I have a huge complaint with Episode 5. It’s not that it’s a bad episode, or badly made, or badly acted — on the contrary. In fact, it would be a minor complaint if the fix weren’t so simple and obvious. With exactly the same music, and acting, and footage, they could have carved out a vastly superior Episode 5. It had everything already present to be a great episode — which is why my minor issue becomes such a grave dissatisfaction.
The problem is purely structural. There are two stories in Episode 5, and they are clumsily laid out. Start story A, end story A. Start story B, end story B. It feels like someone chopped up two half-episodes and slapped them together at the 30-minute mark.
My would-be solution explained after the episode summary.
(Random) SONG(s) OF THE DAY
Epik High – “Fly” Everybody and their mother probably already knows this song, but don’t I get credit for thematic relevance? …No? Okay, then here’s another song to make up for it… [ Download ]
Uhm Jung Hwa – “Flying” [ Download ]
EPISODE 5 SUMMARY
Ji Sung and Do Kyung’s date is prematurely aborted at the discovery of an attempted suicide in the airport restroom. Because she’s revealed to be the daughter of a high-ranking North Korean official, the airport and hospital are put under tight security, with the NIS limiting access (and information) even to upper airport personnel like Do Kyung.
Ji Sung questions the girl, Kim Hye Rin(?), about her reasoning for attempting illegal entry with forged identification. Ji Sung doesn’t understand the NIS’s unusually strict refusal to her request to defect (defectors are usually allowed), but his chief explains the timing is bad — there’s a big summit conference coming up between the North and South, and they have to be careful. It’s extremely sensitive.
The patient asks Myung Woo for help, who in turns goes to Ji Sung. The woman was supposed to run away with her lover because her prominent family status prevented their marriage in the North. The man abandoned his family and everything to cross into the South, but at the last minute, the girl couldn’t bring herself to. So she attempted to come back to explain to him why she couldn’t go through with it. Myung Woo sympathizes because the woman went through a lot to apologize for wronging the man, but Ji Sung isn’t impressed with her actions — “If she betrayed him once, that’s enough.” Clearly we are no longer talking about the North Korean couple but seeing them as a metaphor for Ji Sung and Myung Woo.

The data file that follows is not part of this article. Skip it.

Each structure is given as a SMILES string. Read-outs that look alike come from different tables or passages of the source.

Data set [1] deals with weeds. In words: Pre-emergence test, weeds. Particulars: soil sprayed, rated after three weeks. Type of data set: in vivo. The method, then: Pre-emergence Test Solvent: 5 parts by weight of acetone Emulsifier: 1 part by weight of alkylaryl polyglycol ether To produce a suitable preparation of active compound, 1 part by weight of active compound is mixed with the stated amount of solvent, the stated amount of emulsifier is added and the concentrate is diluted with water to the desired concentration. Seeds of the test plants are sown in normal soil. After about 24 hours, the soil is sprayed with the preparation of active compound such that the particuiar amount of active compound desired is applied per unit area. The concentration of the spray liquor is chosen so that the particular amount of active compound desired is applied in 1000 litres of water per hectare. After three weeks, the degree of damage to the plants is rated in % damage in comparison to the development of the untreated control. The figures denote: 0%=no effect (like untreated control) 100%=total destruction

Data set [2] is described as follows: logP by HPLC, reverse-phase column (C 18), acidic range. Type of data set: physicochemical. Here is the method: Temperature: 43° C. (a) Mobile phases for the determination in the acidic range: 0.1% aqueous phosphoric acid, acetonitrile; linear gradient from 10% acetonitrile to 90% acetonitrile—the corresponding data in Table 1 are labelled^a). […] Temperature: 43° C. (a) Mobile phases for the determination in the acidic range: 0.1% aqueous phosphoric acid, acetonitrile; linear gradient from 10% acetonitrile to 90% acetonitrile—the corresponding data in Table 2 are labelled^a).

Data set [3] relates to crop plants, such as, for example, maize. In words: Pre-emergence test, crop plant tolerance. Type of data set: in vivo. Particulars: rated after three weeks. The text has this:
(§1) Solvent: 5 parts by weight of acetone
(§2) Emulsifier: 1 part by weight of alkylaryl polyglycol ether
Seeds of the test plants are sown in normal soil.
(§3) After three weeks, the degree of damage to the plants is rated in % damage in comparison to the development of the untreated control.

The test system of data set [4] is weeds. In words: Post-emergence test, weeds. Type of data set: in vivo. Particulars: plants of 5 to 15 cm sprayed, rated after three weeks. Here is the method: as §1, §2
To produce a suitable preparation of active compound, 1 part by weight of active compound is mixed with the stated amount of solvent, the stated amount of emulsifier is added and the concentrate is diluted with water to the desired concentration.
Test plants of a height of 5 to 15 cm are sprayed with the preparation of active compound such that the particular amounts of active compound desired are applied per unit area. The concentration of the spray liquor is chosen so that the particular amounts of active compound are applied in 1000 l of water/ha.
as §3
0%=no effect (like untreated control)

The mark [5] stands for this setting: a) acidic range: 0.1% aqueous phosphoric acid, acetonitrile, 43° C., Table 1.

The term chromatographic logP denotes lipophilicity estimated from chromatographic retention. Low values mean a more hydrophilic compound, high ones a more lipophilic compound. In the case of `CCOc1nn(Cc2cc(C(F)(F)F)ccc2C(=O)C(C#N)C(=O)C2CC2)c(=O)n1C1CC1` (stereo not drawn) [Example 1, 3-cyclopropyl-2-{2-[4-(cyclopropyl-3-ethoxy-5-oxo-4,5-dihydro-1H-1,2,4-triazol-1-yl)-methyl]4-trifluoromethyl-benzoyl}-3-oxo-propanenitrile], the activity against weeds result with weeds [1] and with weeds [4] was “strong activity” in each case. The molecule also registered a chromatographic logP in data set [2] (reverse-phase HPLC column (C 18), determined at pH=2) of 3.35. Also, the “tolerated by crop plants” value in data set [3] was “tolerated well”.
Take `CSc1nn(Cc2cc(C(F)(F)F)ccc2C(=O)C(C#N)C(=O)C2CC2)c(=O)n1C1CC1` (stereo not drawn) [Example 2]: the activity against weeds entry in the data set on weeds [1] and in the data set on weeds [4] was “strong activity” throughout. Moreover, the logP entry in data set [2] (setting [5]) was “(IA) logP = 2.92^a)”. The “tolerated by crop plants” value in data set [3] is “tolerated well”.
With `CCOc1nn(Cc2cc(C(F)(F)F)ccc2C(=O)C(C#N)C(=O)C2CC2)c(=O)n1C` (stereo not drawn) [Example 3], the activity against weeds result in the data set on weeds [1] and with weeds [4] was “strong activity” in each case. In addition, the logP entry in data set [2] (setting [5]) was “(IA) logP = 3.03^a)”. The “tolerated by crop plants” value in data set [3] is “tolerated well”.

Myung Woo gives Ji Sung the man’s name, and asks for his help locating him. Ji Sung says no, but after he leaves, he isn’t able to shake the encounter. He broods.
Ji Sung runs into Do Kyung in the cafeteria, and the two sit down to their own meals at separate tables, facing each other. It’s funny and somewhat touching to see them both watch each other eat, without saying a word, without making a move to approach. Are they being kept apart by emotional distance? The return of Myung Woo in Ji Sung’s life? Sheer laziness?
Ha Joon is accosted by Agent Im Ye Won, who’s out to claim her night out with Ha Joon (in exchange for having helped him before).
The night begins like this:
And ends like this.
Ha Joon seems fascinated, amused, annoyed, afraid of and repulsed by her all at once. I guess that’s the effect of yupki girls. My favorite part of the date is when Agent Im, unwilling to stop drinking, insists he keep drinking, and Ha Joon distracts her while he tosses the contents of his glass over his shoulder. It’s funnier watched than described. And Ha Joon is really very good-looking.
The next day, the employees see Ha Joon with Agent Im and tease him about scoring with an agent. He defends himself, saying nothing happened, but he did find out some info — confidential info regarding the story about the North Korean patient (which he persuaded the very drunk Agent Im to disclose). His boss, the department chief, mentions it to the NIS bureau chief, trying to prove that the NIS shouldn’t look down on the airport or keep information from them. All that does is get Agent Im in trouble for leaking the news.